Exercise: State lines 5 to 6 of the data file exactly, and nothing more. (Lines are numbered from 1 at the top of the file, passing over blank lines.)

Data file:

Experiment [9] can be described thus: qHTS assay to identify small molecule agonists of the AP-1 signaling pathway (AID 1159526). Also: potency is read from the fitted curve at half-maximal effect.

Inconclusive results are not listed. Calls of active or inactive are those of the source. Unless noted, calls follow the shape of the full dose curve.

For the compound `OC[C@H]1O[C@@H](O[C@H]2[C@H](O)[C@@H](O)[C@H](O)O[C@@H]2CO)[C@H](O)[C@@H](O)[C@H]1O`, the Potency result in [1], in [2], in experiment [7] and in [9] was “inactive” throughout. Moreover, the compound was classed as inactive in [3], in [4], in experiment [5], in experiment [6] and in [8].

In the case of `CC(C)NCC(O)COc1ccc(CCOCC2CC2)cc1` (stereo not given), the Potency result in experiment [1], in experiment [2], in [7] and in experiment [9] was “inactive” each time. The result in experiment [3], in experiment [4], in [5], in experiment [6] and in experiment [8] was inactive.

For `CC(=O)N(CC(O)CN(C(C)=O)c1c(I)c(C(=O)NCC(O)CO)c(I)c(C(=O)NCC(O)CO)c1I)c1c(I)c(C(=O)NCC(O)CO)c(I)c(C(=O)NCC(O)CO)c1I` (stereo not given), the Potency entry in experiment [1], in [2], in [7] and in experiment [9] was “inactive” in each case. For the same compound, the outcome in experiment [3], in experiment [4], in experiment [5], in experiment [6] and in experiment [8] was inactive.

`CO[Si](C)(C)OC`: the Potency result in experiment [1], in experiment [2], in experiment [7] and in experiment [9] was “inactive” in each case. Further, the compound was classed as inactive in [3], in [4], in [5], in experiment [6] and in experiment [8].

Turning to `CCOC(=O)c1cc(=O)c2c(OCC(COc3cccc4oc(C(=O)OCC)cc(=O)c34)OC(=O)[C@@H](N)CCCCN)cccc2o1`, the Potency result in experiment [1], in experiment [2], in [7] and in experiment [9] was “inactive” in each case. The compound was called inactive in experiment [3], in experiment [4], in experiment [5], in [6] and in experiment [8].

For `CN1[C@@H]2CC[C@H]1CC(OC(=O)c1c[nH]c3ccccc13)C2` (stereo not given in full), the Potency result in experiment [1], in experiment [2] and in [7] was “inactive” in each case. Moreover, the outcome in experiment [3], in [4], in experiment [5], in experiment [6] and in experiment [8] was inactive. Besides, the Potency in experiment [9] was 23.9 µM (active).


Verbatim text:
For `CC(=O)N(CC(O)CN(C(C)=O)c1c(I)c(C(=O)NCC(O)CO)c(I)c(C(=O)NCC(O)CO)c1I)c1c(I)c(C(=O)NCC(O)CO)c(I)c(C(=O)NCC(O)CO)c1I` (stereo not given), the Potency entry in experiment [1], in [2], in [7] and in experiment [9] was “inactive” in each case. For the same compound, the outcome in experiment [3], in experiment [4], in experiment [5], in experiment [6] and in experiment [8] was inactive.

`CO[Si](C)(C)OC`: the Potency result in experiment [1], in experiment [2], in experiment [7] and in experiment [9] was “inactive” in each case. Further, the compound was classed as inactive in [3], in [4], in [5], in experiment [6] and in experiment [8].